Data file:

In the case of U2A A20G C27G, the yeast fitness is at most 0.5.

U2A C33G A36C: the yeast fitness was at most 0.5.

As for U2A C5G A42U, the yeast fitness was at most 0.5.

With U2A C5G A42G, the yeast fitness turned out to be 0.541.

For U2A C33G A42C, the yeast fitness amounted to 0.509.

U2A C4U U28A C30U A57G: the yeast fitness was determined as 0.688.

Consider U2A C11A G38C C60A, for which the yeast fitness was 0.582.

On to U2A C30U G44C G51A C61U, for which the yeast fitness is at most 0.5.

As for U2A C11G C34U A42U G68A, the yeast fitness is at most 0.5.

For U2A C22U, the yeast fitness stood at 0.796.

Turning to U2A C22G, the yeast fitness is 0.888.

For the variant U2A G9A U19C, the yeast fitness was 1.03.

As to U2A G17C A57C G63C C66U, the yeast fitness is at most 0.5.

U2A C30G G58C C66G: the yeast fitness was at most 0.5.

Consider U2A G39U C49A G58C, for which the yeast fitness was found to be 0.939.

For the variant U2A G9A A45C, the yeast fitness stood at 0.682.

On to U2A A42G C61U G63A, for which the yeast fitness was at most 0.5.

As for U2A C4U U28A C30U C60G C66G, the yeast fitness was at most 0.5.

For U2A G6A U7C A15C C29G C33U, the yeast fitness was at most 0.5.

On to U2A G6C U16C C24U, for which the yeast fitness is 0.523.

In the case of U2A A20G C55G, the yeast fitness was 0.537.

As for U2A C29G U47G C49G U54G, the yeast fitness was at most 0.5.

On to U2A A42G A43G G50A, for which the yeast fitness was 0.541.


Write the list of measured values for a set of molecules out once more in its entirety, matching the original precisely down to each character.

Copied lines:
In the case of U2A A20G C27G, the yeast fitness is at most 0.5.

U2A C33G A36C: the yeast fitness was at most 0.5.

As for U2A C5G A42U, the yeast fitness was at most 0.5.

With U2A C5G A42G, the yeast fitness turned out to be 0.541.

For U2A C33G A42C, the yeast fitness amounted to 0.509.

U2A C4U U28A C30U A57G: the yeast fitness was determined as 0.688.

Consider U2A C11A G38C C60A, for which the yeast fitness was 0.582.

On to U2A C30U G44C G51A C61U, for which the yeast fitness is at most 0.5.

As for U2A C11G C34U A42U G68A, the yeast fitness is at most 0.5.

For U2A C22U, the yeast fitness stood at 0.796.

Turning to U2A C22G, the yeast fitness is 0.888.

For the variant U2A G9A U19C, the yeast fitness was 1.03.

As to U2A G17C A57C G63C C66U, the yeast fitness is at most 0.5.

U2A C30G G58C C66G: the yeast fitness was at most 0.5.

Consider U2A G39U C49A G58C, for which the yeast fitness was found to be 0.939.

For the variant U2A G9A A45C, the yeast fitness stood at 0.682.

On to U2A A42G C61U G63A, for which the yeast fitness was at most 0.5.

As for U2A C4U U28A C30U C60G C66G, the yeast fitness was at most 0.5.

For U2A G6A U7C A15C C29G C33U, the yeast fitness was at most 0.5.

On to U2A G6C U16C C24U, for which the yeast fitness is 0.523.

In the case of U2A A20G C55G, the yeast fitness was 0.537.

As for U2A C29G U47G C49G U54G, the yeast fitness was at most 0.5.

On to U2A A42G A43G G50A, for which the yeast fitness was 0.541.